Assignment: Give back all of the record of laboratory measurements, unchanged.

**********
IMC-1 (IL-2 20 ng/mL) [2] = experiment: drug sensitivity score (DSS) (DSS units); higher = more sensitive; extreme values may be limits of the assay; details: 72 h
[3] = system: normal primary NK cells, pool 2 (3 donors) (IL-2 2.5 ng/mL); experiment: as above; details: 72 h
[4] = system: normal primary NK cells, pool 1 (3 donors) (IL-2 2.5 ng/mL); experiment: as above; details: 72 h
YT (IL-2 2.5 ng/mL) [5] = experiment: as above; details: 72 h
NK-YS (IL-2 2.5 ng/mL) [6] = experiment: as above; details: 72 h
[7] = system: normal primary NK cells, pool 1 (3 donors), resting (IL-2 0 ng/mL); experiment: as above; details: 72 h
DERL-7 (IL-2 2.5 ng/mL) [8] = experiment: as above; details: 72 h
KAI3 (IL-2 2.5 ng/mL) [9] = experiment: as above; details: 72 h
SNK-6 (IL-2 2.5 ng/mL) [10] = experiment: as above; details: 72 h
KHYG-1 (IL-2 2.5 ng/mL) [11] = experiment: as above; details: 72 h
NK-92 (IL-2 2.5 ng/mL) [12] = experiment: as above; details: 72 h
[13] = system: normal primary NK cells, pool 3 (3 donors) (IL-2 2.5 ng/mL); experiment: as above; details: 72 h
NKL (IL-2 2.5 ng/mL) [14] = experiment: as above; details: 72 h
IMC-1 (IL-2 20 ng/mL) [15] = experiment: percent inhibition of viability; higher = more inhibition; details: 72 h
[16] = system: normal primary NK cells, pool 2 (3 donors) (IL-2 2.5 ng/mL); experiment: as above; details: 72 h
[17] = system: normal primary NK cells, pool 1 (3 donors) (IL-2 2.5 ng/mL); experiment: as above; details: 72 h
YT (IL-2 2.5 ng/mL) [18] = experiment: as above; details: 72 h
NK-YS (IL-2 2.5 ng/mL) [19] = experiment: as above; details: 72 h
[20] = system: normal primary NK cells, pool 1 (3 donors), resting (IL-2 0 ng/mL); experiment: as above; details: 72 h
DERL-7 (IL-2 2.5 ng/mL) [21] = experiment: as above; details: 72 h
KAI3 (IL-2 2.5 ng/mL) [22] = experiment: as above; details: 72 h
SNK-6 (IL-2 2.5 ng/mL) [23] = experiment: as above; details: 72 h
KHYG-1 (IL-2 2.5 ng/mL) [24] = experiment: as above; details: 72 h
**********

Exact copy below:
IMC-1 (IL-2 20 ng/mL) [2] = experiment: drug sensitivity score (DSS) (DSS units); higher = more sensitive; extreme values may be limits of the assay; details: 72 h
[3] = system: normal primary NK cells, pool 2 (3 donors) (IL-2 2.5 ng/mL); experiment: as above; details: 72 h
[4] = system: normal primary NK cells, pool 1 (3 donors) (IL-2 2.5 ng/mL); experiment: as above; details: 72 h
YT (IL-2 2.5 ng/mL) [5] = experiment: as above; details: 72 h
NK-YS (IL-2 2.5 ng/mL) [6] = experiment: as above; details: 72 h
[7] = system: normal primary NK cells, pool 1 (3 donors), resting (IL-2 0 ng/mL); experiment: as above; details: 72 h
DERL-7 (IL-2 2.5 ng/mL) [8] = experiment: as above; details: 72 h
KAI3 (IL-2 2.5 ng/mL) [9] = experiment: as above; details: 72 h
SNK-6 (IL-2 2.5 ng/mL) [10] = experiment: as above; details: 72 h
KHYG-1 (IL-2 2.5 ng/mL) [11] = experiment: as above; details: 72 h
NK-92 (IL-2 2.5 ng/mL) [12] = experiment: as above; details: 72 h
[13] = system: normal primary NK cells, pool 3 (3 donors) (IL-2 2.5 ng/mL); experiment: as above; details: 72 h
NKL (IL-2 2.5 ng/mL) [14] = experiment: as above; details: 72 h
IMC-1 (IL-2 20 ng/mL) [15] = experiment: percent inhibition of viability; higher = more inhibition; details: 72 h
[16] = system: normal primary NK cells, pool 2 (3 donors) (IL-2 2.5 ng/mL); experiment: as above; details: 72 h
[17] = system: normal primary NK cells, pool 1 (3 donors) (IL-2 2.5 ng/mL); experiment: as above; details: 72 h
YT (IL-2 2.5 ng/mL) [18] = experiment: as above; details: 72 h
NK-YS (IL-2 2.5 ng/mL) [19] = experiment: as above; details: 72 h
[20] = system: normal primary NK cells, pool 1 (3 donors), resting (IL-2 0 ng/mL); experiment: as above; details: 72 h
DERL-7 (IL-2 2.5 ng/mL) [21] = experiment: as above; details: 72 h
KAI3 (IL-2 2.5 ng/mL) [22] = experiment: as above; details: 72 h
SNK-6 (IL-2 2.5 ng/mL) [23] = experiment: as above; details: 72 h
KHYG-1 (IL-2 2.5 ng/mL) [24] = experiment: as above; details: 72 h